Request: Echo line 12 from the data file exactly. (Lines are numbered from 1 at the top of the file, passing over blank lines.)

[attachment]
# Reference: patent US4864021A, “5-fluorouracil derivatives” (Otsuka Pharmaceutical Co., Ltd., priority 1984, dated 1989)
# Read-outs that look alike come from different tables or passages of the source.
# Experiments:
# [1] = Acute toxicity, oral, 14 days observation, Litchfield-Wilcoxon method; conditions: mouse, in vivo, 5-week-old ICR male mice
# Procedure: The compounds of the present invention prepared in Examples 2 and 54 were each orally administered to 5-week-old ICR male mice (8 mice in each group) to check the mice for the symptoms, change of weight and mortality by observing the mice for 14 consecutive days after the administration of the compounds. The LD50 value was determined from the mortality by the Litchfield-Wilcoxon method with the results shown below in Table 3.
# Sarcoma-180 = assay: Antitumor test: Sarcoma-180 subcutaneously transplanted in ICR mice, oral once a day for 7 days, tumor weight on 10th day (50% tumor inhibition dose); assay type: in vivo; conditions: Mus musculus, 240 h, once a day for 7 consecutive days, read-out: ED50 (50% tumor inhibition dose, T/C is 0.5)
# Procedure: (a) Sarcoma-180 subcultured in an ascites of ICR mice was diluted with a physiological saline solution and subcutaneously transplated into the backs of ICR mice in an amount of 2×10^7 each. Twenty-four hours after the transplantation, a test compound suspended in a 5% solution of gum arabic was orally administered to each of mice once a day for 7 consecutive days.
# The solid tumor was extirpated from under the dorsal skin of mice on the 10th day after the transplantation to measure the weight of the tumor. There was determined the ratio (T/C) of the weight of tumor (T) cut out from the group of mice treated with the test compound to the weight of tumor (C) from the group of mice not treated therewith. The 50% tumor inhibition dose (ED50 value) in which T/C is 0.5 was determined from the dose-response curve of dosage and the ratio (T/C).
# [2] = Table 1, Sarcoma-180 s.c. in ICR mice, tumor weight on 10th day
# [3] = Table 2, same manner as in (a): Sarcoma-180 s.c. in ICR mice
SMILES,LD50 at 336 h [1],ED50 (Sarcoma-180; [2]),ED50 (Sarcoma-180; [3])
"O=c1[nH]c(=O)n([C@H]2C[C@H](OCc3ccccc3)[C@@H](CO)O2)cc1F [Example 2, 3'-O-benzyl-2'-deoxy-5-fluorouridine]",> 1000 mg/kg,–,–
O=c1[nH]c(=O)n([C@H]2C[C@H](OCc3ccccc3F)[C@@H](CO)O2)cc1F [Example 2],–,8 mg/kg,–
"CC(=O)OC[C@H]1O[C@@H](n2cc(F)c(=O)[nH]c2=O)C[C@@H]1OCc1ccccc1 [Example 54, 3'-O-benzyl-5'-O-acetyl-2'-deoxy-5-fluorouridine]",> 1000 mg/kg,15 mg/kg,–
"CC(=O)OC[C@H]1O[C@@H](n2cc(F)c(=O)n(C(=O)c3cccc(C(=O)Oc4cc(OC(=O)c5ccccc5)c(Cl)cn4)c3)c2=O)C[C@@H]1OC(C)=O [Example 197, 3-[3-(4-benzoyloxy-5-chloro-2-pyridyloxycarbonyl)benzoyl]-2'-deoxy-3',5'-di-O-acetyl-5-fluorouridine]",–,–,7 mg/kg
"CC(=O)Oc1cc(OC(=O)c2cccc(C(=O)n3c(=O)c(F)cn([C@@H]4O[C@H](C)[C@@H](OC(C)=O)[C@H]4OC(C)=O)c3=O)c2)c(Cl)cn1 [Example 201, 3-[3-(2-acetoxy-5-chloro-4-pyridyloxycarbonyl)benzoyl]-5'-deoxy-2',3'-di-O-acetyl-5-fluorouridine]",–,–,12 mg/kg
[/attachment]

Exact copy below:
"O=c1[nH]c(=O)n([C@H]2C[C@H](OCc3ccccc3)[C@@H](CO)O2)cc1F [Example 2, 3'-O-benzyl-2'-deoxy-5-fluorouridine]",> 1000 mg/kg,–,–